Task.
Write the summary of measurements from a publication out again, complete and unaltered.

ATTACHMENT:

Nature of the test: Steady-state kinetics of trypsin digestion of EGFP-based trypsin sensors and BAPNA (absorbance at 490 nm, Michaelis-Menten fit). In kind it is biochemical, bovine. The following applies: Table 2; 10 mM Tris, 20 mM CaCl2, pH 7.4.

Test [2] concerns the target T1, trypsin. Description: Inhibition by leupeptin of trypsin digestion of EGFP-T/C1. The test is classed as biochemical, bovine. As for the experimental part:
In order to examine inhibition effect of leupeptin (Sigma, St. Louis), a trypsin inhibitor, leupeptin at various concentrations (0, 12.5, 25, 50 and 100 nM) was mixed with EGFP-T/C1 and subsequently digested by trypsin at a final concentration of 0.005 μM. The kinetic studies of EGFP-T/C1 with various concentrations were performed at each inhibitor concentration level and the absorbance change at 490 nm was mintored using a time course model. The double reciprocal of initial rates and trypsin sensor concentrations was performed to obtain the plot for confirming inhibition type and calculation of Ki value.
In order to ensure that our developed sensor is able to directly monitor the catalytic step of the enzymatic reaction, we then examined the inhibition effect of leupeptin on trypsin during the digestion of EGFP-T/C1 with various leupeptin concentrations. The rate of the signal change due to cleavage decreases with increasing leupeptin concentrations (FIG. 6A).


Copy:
Nature of the test: Steady-state kinetics of trypsin digestion of EGFP-based trypsin sensors and BAPNA (absorbance at 490 nm, Michaelis-Menten fit). In kind it is biochemical, bovine. The following applies: Table 2; 10 mM Tris, 20 mM CaCl2, pH 7.4.

Test [2] concerns the target T1, trypsin. Description: Inhibition by leupeptin of trypsin digestion of EGFP-T/C1. The test is classed as biochemical, bovine. As for the experimental part:
In order to examine inhibition effect of leupeptin (Sigma, St. Louis), a trypsin inhibitor, leupeptin at various concentrations (0, 12.5, 25, 50 and 100 nM) was mixed with EGFP-T/C1 and subsequently digested by trypsin at a final concentration of 0.005 μM. The kinetic studies of EGFP-T/C1 with various concentrations were performed at each inhibitor concentration level and the absorbance change at 490 nm was mintored using a time course model. The double reciprocal of initial rates and trypsin sensor concentrations was performed to obtain the plot for confirming inhibition type and calculation of Ki value.
In order to ensure that our developed sensor is able to directly monitor the catalytic step of the enzymatic reaction, we then examined the inhibition effect of leupeptin on trypsin during the digestion of EGFP-T/C1 with various leupeptin concentrations. The rate of the signal change due to cleavage decreases with increasing leupeptin concentrations (FIG. 6A).